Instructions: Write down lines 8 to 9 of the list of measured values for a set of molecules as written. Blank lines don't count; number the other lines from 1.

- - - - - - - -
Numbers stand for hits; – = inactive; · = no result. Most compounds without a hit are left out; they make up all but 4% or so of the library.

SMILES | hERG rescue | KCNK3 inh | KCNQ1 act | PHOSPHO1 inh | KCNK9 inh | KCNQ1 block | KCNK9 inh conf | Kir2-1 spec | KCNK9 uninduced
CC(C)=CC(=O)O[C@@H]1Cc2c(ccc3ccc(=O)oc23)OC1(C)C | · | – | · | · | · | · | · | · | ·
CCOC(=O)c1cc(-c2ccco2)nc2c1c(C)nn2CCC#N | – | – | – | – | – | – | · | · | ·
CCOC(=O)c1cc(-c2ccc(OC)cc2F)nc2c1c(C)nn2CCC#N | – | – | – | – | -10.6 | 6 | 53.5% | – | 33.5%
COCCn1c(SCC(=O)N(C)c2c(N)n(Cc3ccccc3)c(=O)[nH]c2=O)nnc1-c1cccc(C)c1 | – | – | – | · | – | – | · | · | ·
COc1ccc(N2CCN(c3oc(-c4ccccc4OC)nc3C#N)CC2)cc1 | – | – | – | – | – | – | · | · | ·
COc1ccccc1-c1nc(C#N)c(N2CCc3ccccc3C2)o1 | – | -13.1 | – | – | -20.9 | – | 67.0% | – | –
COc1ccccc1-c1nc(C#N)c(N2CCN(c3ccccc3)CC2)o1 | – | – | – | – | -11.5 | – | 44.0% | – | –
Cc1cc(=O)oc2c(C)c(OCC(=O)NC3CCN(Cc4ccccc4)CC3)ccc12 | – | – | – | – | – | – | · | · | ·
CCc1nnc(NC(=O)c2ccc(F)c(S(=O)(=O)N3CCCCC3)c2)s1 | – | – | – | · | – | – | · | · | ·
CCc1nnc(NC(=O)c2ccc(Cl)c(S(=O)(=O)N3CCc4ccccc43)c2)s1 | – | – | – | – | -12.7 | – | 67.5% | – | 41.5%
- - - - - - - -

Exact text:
COc1ccccc1-c1nc(C#N)c(N2CCc3ccccc3C2)o1 | – | -13.1 | – | – | -20.9 | – | 67.0% | – | –
COc1ccccc1-c1nc(C#N)c(N2CCN(c3ccccc3)CC2)o1 | – | – | – | – | -11.5 | – | 44.0% | – | –